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Geared toward jail practitioners who are working to improve reentry in their jurisdictions, The Jail Administrator's Toolkit for Reentry provides key elements of the reentry process from jail staff issues and assessment screens to identifying community resources and coordinating stakeholders. The Toolkit also offers examples and materials taken from around the country to assist jail practitioners in developing reentry strategies that can serve a variety of jail populations, whether pretrial or sentenced, and in a variety of jail jurisdictions.
Welcome to The Jail Administrator’s Toolkit for Reentry. As the title states, this handbook is all about jail reentry. Reentry means different things to different people, but here we mean the process of preparing inmates to transition from jail to the community.
To many in the field, reentry has become the new buzzword. Pick up any American Jails or Corrections Today magazine and you are likely to find more than one article publicly declaring the need to address the reentry issue. Such reentry phrases as prerelease planning, discharge planning, transition planning, continuity of care, community-oriented corrections, and transitional care are now used so often in the field that they compete with the get-tough-on-crime language of “lock ‘em up and throw away the key” and “three strikes and you’re out.”
The process of how best to reenter inmates back into the community, however, is still evolving. This Toolkit is designed to move the reentry discussion forward. We recognize that jails perform many functions and incarcerate individuals for different reasons—pretrial detention, short-term sentences, step-downs from state and federal prisons, immigration detention, emergency mental health commitments—and for different periods of time ranging from hours to years. Our goal is not to focus on one type of inmate or one type of reentry model, but rather to offer a set of guidelines and principles accompanied by examples taken from the field that may assist you in developing reentry strategies that can serve specific jail populations in your jurisdiction regardless of whether an inmate is in your facility for one hour or one year.
What we hope you notice about this Toolkit is its practitioner-oriented focus, and its use of real language and examples from jails and criminal justice officials across the country. Our goal is not to bore you with statistics or studies that look good on paper, but are difficult to implement in the field or don’t seem relevant to your work. Instead, the information in the Toolkit is straight from the source: small, medium, and large jails tackling the reentry issue on a daily basis. Jails differ from prisons so we only highlight county- and city-specific reentry examples. Even among jails, urban, suburban, and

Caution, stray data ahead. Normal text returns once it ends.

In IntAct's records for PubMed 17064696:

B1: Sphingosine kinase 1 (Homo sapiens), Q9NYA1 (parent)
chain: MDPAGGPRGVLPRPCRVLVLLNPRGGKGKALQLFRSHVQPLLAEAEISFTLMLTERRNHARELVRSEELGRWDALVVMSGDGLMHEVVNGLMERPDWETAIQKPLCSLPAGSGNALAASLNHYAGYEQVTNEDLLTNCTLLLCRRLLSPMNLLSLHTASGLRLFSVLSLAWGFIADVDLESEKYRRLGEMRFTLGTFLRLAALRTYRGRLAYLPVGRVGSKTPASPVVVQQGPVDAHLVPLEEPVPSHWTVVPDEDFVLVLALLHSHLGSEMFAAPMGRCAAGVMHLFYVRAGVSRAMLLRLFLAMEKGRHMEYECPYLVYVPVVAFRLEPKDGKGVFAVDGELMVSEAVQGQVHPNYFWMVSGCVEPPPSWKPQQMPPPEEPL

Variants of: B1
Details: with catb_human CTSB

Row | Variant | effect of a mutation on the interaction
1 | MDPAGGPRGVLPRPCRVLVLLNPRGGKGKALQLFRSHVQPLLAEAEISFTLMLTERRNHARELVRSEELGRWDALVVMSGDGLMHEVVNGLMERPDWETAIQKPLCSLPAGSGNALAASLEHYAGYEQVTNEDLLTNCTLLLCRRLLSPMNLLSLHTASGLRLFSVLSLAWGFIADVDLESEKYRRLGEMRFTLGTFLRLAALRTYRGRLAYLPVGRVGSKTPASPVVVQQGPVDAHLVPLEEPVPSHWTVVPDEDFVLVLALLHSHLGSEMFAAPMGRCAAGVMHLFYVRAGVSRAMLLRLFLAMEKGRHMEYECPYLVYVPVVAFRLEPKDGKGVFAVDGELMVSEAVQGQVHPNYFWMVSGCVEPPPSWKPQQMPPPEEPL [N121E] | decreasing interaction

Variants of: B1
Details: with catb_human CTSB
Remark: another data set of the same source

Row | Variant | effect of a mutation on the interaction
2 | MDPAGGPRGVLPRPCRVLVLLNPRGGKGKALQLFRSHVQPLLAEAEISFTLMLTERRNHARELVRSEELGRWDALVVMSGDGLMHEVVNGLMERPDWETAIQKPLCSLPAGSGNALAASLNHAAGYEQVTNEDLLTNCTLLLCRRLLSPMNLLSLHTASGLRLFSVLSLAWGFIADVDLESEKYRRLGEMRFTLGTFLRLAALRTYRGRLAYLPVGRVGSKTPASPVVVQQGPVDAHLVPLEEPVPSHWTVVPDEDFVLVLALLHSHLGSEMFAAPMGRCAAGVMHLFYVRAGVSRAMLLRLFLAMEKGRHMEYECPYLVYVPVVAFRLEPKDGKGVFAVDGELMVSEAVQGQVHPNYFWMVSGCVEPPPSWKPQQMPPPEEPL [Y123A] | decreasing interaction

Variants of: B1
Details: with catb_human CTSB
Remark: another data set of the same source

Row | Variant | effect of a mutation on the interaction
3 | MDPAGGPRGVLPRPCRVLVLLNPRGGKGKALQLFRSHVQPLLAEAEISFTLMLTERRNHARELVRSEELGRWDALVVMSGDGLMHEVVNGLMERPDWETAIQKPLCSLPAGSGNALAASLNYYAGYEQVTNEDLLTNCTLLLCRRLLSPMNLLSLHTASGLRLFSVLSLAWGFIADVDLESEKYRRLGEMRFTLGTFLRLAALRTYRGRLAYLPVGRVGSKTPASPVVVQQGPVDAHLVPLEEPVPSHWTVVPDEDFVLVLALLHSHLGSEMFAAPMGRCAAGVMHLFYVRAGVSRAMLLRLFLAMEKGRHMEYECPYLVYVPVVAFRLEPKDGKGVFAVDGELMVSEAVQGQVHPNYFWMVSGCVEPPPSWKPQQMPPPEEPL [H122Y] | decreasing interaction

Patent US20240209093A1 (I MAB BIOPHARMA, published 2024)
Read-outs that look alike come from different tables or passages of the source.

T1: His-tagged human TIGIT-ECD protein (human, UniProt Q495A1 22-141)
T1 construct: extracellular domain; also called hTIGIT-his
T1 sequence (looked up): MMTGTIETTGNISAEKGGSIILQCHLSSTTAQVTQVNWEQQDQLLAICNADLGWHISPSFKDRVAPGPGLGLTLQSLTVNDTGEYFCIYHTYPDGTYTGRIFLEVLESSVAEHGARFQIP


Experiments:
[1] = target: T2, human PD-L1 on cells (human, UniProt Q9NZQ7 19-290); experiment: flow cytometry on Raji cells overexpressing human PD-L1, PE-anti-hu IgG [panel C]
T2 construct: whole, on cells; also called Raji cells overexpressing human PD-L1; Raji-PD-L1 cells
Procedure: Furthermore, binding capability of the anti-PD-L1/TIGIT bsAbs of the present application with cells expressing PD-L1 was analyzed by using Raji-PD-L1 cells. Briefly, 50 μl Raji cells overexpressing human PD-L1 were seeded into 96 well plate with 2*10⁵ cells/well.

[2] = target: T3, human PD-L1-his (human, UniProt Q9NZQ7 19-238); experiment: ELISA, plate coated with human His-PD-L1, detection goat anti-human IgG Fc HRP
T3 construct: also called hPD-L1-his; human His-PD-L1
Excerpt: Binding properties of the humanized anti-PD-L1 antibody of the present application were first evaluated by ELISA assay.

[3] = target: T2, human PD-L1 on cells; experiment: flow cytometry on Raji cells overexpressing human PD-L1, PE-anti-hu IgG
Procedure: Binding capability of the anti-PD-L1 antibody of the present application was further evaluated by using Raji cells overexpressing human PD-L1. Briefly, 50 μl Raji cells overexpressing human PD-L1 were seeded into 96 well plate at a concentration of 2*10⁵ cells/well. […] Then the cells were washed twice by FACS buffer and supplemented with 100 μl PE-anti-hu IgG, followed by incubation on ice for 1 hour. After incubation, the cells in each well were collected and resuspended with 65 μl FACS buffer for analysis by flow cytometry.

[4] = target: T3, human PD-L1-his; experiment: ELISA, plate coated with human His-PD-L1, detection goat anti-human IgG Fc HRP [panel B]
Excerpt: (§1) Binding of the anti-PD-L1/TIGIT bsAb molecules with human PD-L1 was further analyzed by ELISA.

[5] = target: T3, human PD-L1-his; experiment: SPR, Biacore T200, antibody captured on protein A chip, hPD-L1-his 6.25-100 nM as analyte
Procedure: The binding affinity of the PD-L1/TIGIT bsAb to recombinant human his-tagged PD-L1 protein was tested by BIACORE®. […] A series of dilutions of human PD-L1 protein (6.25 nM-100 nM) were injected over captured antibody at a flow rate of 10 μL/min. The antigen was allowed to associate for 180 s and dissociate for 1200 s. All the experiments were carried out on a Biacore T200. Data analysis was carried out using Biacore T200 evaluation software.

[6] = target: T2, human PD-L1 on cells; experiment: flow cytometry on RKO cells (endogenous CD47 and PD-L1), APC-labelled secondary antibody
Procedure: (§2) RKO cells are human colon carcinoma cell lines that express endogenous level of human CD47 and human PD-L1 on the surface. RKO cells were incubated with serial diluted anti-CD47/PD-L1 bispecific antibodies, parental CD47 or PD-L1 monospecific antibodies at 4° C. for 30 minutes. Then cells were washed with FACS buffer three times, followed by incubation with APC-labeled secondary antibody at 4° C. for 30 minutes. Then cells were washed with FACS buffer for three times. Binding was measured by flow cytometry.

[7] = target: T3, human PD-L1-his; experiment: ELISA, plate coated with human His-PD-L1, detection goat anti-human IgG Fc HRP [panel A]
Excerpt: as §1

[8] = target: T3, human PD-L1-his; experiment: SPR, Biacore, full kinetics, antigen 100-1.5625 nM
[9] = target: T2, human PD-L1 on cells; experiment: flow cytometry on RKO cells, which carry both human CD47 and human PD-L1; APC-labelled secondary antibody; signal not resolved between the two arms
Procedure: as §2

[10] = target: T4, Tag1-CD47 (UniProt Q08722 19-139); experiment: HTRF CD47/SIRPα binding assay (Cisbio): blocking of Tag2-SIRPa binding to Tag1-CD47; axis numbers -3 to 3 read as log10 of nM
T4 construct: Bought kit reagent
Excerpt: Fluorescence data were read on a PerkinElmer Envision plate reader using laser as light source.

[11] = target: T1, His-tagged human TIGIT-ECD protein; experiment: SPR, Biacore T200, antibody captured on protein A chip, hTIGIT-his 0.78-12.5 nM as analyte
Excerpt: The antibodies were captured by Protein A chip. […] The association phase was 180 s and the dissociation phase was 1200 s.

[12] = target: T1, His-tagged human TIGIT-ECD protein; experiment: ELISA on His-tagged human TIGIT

rural facilities face different challenges. For example,
there are typically fewer community resources in
sparsely populated areas, and small, rural jails don’t
have the purchasing power their larger counterparts
have. We don’t want to understate the challenges
of reentry in small, rural jails, and recognize that
most of the Toolkit examples come from urban and
Of course, for all of you who are data-oriented, and even for those who aren't, we highly recommend that you review the more data-oriented companion report Life After Lockup: Improving Reentry from Jail to the Community to gain a more extensive picture of the jail reentry issue. The report also includes examples of 42 reentry efforts from around the country.
The information in the Toolkit was developed in 2006 when we convened the Jail Reentry Roundtable, bringing together jail administrators, correction and law enforcement professionals, county and community leaders, and service providers to discuss the role of jails in the reentry process. Link to www.urban.org/projects/ reentry-roundtable/roundtable9.cfm for papers and presentations prepared for the Roundtable. The Roundtable discussions led to the outline for the Toolkit. The participants and a core of advisors brought a wealth of experience and knowledge to the table which we have incorporated throughout the Toolkit. In addition, they gave us the names of administrators and other criminal justice personnel to contact who are using cost-effective reentry strategies in their facilities.
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